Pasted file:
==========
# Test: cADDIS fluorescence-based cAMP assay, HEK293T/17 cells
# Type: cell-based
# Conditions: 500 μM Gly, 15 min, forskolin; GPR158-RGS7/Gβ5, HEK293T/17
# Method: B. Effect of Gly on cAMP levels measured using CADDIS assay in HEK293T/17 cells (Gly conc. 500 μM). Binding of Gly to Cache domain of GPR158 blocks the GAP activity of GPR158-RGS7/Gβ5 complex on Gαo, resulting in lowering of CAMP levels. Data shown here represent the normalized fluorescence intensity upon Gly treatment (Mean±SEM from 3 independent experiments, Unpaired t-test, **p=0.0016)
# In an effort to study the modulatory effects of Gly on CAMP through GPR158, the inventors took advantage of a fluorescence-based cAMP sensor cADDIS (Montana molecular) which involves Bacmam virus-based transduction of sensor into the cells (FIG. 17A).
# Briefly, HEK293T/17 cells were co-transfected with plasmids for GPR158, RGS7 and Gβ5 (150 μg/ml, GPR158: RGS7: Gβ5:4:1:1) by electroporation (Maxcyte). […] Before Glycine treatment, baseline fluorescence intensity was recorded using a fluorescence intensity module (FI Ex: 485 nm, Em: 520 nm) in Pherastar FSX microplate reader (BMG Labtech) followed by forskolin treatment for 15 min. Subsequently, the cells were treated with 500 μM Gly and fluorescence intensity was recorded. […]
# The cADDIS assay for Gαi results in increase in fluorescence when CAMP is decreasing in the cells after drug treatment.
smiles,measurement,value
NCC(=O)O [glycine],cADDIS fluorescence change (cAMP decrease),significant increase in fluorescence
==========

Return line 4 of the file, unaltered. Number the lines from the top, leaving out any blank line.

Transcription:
# Method: B. Effect of Gly on cAMP levels measured using CADDIS assay in HEK293T/17 cells (Gly conc. 500 μM). Binding of Gly to Cache domain of GPR158 blocks the GAP activity of GPR158-RGS7/Gβ5 complex on Gαo, resulting in lowering of CAMP levels. Data shown here represent the normalized fluorescence intensity upon Gly treatment (Mean±SEM from 3 independent experiments, Unpaired t-test, **p=0.0016)